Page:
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Treasury Department announces sanctions tied to Giuliani’s Biden attacks
Quint Forgey Mon, January 11, 2021, 11:56 AM EST The Treasury Department announced a new spate of sanctions on Monday targeting the “inner circle” of Andrii Derkach, the pro-Russian Ukrainian lawmaker who aided Rudy Giuliani’s efforts to probe unsubstantiated allegations of wrongdoing by President-elect Joe Biden and his family.
The department had previously designated Derkach himself for sanctions related to foreign interference in the 2020 election in September. But on Monday, the department “took additional action against seven individuals and four entities” that it alleged were “part of a Russia-linked foreign influence network” associated with him.
“Russian disinformation campaigns targeting American citizens are a threat to our democracy,” Treasury Secretary Steven Mnuchin said in a statement. “The United States will continue to aggressively defend the integrity of our election systems and processes.”
In his own statement acknowledging the sanctions, Secretary of State Mike Pompeo said Derkach “has been an active Russian agent for more than a decade, maintaining close connections with Russian intelligence services.”
Those designated for sanctions on Monday included former Ukrainian government officials Konstantin Kulyk, Oleksandr Onyshchenko and Andriy Telizhenko, as well as current Ukrainain lawmaker Oleksandr Dubinsky.
Also designated for sanctions were Petro Zhuravel, a “key member of Derkach’s media team;” Dmytro Kovalchuk, a “long-time supporter” of Derkach who assisted with his media efforts; and Anton Simonenko, who “served as Derkach’s assistant for nearly a decade and helped Derkach hide financial assets,” according to the Treasury Department.
Derkach met with Giuliani, President Donald Trump’s personal attorney, in Kyiv in December 2019. He is also suspected of sending packets of disinformation on the Bidens to prominent Trump allies around the same time. And in August 2020, the Office of the Director of National Intelligence accused Derkach of being part of the Russian government’s efforts to damage Biden’s presidential candidacy.
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Georgia just delivered Democrats their most powerful weapon
Caitlin Emma Fri, January 8, 2021, 4:30 AM EST Get ready to hear these two words incessantly over the next two years: budget reconciliation.
It’s a powerful procedural tool that can steer billions of dollars and reshape a host of social policies all while evading the dreaded filibuster. And with Democrats clinching the Senate majority after winning the Georgia runoffs, senior lawmakers are already vowing to deploy it.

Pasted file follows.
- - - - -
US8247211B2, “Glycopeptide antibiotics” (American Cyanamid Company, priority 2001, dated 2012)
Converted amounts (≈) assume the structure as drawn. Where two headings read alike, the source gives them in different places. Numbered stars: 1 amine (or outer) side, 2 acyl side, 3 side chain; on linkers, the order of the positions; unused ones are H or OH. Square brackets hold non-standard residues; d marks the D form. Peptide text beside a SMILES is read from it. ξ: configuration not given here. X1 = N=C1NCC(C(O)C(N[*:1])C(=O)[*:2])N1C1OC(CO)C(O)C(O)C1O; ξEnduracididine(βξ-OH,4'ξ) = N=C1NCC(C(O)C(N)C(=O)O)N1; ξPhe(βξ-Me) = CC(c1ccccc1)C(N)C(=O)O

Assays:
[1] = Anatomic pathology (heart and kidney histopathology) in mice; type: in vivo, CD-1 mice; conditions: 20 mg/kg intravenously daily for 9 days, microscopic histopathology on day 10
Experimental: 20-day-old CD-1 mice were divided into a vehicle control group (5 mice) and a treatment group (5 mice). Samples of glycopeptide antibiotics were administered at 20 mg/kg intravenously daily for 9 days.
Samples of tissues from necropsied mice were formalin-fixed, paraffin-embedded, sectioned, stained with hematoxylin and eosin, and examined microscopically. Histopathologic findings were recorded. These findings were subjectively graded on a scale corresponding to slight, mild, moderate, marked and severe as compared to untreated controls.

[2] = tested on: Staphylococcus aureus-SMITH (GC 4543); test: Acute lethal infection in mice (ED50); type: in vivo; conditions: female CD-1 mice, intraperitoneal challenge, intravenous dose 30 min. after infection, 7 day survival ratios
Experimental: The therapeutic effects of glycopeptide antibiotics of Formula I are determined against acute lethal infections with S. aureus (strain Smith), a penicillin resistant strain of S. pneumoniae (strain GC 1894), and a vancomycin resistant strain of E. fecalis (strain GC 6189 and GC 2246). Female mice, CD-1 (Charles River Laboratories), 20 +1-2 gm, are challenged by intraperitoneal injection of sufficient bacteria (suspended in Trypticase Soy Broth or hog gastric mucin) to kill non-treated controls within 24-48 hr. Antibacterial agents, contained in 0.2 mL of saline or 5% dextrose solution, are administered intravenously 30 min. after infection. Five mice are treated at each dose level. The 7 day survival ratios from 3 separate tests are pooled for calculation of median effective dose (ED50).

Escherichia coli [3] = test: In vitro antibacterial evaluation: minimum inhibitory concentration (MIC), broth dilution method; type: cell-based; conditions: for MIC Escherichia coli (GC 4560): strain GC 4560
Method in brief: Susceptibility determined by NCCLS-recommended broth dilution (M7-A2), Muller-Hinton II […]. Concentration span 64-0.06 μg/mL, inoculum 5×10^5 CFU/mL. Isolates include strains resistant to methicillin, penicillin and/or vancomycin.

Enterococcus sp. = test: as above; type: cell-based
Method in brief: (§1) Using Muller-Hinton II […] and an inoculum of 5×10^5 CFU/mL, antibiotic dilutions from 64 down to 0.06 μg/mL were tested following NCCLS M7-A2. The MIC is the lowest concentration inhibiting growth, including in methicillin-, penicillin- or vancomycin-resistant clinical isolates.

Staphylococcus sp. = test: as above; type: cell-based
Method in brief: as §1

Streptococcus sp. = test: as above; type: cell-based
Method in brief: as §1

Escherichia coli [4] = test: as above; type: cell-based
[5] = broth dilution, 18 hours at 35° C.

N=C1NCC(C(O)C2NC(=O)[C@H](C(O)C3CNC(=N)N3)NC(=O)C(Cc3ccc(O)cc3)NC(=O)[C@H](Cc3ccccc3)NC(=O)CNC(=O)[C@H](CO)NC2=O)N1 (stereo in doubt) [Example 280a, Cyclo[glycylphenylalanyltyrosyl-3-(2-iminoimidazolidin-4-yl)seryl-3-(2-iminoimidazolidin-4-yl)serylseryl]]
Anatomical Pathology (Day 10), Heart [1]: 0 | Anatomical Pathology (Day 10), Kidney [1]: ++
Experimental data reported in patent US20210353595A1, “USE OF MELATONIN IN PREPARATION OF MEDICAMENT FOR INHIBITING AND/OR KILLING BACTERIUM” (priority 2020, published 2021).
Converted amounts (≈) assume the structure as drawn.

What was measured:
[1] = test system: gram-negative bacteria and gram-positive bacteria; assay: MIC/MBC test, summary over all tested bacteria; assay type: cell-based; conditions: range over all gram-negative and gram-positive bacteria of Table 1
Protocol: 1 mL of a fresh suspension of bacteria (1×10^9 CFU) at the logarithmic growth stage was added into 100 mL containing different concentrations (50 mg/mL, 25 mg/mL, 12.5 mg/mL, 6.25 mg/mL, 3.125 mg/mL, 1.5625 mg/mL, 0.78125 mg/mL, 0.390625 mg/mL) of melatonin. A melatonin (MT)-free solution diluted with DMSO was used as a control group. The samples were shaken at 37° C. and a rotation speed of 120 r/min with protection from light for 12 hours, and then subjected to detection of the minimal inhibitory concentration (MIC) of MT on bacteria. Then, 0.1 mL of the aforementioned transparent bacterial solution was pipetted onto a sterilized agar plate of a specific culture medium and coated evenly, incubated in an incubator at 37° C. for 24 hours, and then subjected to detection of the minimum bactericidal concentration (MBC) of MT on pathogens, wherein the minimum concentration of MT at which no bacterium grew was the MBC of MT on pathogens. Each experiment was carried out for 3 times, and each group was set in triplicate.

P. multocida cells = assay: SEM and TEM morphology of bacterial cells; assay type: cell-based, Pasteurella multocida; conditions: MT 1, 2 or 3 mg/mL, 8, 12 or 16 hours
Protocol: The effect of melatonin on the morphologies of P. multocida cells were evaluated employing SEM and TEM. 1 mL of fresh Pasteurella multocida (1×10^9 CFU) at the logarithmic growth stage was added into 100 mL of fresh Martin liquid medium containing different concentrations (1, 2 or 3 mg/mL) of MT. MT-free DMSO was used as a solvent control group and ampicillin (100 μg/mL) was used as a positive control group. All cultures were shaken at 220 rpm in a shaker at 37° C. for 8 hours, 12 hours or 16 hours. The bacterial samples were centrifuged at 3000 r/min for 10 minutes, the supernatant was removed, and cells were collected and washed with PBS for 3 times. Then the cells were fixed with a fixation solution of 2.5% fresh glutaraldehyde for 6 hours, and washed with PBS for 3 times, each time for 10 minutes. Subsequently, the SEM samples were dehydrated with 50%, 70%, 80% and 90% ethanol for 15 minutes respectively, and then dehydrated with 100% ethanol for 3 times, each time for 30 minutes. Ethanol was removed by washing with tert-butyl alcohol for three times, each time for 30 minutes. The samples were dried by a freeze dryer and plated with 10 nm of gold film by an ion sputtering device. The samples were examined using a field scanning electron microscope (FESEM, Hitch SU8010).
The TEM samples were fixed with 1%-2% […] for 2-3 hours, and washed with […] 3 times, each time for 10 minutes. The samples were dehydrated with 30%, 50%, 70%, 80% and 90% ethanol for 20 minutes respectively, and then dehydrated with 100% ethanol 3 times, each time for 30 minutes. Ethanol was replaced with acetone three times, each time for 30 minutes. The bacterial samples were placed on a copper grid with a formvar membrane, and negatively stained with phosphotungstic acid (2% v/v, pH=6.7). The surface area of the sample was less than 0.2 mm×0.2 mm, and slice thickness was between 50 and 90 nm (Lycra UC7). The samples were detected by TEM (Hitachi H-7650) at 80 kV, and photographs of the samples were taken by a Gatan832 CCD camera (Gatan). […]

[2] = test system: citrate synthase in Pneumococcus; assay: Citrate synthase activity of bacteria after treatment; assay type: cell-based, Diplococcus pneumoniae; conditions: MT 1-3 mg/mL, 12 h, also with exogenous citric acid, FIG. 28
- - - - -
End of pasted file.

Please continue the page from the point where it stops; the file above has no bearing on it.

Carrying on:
“This, of course, gives us the opportunity to have a very different set of choices, and that’s what the election was all about in Georgia last night,” Sen. Ron Wyden (D-Ore.) said Wednesday when asked about the possible use of reconciliation. Wyden is now on the cusp of chairing the Finance Committee, which would make him the Senate’s top tax policy writer.
Some restrictions exist on how reconciliation can be used; it’s not all-powerful. But by allowing the Senate to pass legislation with a simple majority, it will prove critical to advancing President-elect Joe Biden’s agenda. That’s particularly true if Democrats decide against nixing the filibuster’s 60-vote threshold, which is unlikely amid moderates’ resistance.
And Democrats will actually have as many as have three opportunities during the 117th Congress to use reconciliation. That’s because Congress can unlock the special procedure in each budget resolution, and lawmakers never adopted a fiscal 2021 budget resolution and can still pass one for fiscal 2022 and fiscal 2023 on the horizon.
Technically, Democrats could break each reconciliation attempt into three pieces of legislation — dealing with spending, revenues and the debt limit — making for a total of nine bills over two years. But it’s far from clear whether they would choose that route.
There is precedent for using reconciliation twice in a single year, however. Republicans tapped reconciliation in 2017 in their failed bid to repeal Obamacare and then later to successfully pass their tax overhaul. Democrats previously used it to pass much of the Affordable Care Act after former GOP Sen. Scott Brown’s surprise victory took away Democrats’ 60th vote.
Reconciliation can typically be used to speed passage for any legislation with a significant effect on the federal budget, and Democrats could use it to promote their priorities on economic stimulus, health care, climate change and other priorities.
Before the election in early November, when Democrats were bullish on capturing the Senate, Speaker Nancy Pelosi told a health advocacy group that Democrats “will almost certainly be passing a reconciliation bill, not only for the Affordable Care Act, but for what we may want to do further on the pandemic and some other issues that relate to the well-being of the American people.”
Democrats have also eyed reconciliation for a massive infrastructure plan backed by a prospective Biden administration.